Mt Granya VK3/VE-165

17th November 2013

I booked annual leave for the whole week beginning Monday 11th November. My Lady had A Significant Birthday on Thursday 14th, so we arranged a trip away to the NSW South Coast, where we planned a week of celebrations. Sounds great, doesn’t it.

Life, as is so often the case, had other ideas.

First, my Lady’s mother sadly passed away on the 9th. This led to family chaos and my Lady needed to go to Sydney to try to sort that out. A flurry of phone calls and we postponed our holiday for a couple of weeks. While we were at it, we postponed the birthday as well.

So my Lady packed up her car and took off to Sydney leaving me at home considering SOTA projects. I needed to put a plug on the Bencher paddle so that I could use it with the FT817. Then I needed to make up a power lead for the FT817 complete with in-line fuses. And if I still had time I wanted to construct another link dipole, this one for all bands from 7MHz up to and including 28MHz, and when that was done I wanted to experiment with loading coils so that it could also be used on 3.5MHz.

Well, once again life had other plans.

On Monday afternoon I noticed I had a cough. Nothing much, only a little tickle, just annoying really. I had a cup of tea, fixed the keyer plug and the power lead, and thought no more about it. Then I woke up on Tuesday morning sick as a dog.

This isn’t fair, I whinged to myself, popping paracetamol in a vain attempt to hold off the aches. I take time off work and look what happens. Life? Don’t talk to me about life…

By Friday I was still crook but the family chaos had been sorted and my Lady was back home. The weather was looking a bit better too, and as I’d been stuck in the house all week we thought a little SOTA expedition might help my recovery. So the maps came out and we checked for an easy one with no bush bashing and preferably one I hadn’t activated before.

Mount Granya came to mind because it has a good 2WD road all the way to the top, meaning only a short stroll into the activation zone. What was more, I had attempted to activate it earlier in the year but been foiled by the SLABs lack of oomph leading to the Barrett 940 refusing to transmit any RF. Probably my fault for not having charged them continuously for two weeks before going up there, but then the Barrett is a bit pernickety about its supply voltage. Anyway, now I have the FT817 so that problem wasn’t going to stop me again.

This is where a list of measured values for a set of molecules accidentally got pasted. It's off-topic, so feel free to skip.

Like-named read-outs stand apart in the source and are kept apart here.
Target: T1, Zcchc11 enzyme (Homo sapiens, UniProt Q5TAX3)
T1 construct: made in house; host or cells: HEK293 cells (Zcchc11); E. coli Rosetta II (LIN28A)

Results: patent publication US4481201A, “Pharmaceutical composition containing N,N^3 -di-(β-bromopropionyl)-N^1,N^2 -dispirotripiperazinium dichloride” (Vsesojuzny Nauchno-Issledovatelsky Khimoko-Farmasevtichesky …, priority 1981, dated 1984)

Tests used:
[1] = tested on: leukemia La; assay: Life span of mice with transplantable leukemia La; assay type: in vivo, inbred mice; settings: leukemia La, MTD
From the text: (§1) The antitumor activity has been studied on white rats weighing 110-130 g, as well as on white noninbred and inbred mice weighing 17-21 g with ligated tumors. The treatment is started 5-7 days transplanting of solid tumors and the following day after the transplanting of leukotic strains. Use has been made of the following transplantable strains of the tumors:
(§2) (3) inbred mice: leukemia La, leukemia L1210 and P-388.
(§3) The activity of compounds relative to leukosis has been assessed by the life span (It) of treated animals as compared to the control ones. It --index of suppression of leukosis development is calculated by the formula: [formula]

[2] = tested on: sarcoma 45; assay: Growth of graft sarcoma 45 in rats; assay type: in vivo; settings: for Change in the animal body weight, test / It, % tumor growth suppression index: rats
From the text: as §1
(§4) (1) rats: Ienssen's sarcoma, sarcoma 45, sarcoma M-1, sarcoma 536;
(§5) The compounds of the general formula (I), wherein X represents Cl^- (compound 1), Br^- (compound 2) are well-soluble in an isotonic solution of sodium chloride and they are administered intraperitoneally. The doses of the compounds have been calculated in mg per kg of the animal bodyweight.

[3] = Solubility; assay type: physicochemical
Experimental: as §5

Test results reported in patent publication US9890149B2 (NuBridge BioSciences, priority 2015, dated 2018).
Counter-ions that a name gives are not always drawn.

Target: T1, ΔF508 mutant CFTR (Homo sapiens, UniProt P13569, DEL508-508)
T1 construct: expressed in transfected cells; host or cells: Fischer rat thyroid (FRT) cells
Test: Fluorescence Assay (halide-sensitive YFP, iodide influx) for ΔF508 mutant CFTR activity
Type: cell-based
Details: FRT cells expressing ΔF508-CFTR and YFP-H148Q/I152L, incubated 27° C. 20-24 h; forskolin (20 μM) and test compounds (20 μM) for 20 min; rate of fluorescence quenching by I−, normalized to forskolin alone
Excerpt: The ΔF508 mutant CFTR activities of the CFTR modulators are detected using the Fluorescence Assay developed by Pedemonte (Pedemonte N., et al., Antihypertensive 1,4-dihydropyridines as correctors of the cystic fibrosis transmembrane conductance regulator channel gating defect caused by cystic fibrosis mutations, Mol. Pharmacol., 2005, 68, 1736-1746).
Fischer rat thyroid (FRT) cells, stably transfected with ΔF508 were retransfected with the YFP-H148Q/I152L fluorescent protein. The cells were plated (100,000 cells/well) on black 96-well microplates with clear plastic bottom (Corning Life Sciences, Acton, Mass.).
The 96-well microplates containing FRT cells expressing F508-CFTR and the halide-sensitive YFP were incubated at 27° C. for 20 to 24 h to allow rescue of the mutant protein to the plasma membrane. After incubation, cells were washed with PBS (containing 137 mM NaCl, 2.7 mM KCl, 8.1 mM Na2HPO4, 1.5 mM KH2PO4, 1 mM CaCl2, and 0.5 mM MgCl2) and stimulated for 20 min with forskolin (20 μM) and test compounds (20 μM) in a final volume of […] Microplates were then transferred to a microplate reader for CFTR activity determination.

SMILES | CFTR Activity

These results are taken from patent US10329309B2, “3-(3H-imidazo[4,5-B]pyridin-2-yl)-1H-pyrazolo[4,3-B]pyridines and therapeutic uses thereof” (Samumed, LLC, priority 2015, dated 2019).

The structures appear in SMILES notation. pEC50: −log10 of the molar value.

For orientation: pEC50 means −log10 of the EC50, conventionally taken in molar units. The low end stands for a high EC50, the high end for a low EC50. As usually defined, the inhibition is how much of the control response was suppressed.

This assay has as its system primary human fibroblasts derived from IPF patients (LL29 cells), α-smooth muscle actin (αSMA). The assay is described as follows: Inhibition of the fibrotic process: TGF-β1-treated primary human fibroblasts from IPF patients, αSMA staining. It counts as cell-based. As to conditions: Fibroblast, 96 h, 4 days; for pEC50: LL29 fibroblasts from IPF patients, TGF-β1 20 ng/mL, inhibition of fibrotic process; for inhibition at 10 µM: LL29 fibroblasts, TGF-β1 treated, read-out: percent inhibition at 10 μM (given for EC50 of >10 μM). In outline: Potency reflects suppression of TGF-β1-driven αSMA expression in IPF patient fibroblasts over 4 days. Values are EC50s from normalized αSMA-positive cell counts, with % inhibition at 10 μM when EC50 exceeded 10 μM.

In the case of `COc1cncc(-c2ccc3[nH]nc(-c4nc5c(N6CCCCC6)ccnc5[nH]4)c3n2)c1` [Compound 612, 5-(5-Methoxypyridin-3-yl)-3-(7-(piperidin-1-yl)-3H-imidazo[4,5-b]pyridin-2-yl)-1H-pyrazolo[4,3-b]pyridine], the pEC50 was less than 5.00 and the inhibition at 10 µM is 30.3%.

Sunday 17th dawned, a beautiful early summer day of the kind that this part of the world does so well. My Lady packed up a picnic lunch and we headed off, intending to get up the hill in time for a leisurely lunch before setting up for the activation. But no, it couldn’t be that straightforward, could it. The CFA had quite rightly decided that this was a fantastic day for burning off some of the excess fuel load along the Murray Valley Highway, and had set light to a goodly section of it between Bonegilla and Tallangatta. It produced impressive clouds of smoke and a very polite CFA guy with a Stop-Go lollipop held all the traffic back while it cleared. So there we sat waiting, and waiting, and waiting…

Eventually a CFA truck lumbered out of the smoke and Lollipop Man took this as a sign that the road was now clear. He turned his sign to GO and waved us through. Some minutes later we emerged, coughing a little, on the far side of the smoke cloud. Once again we were on our way.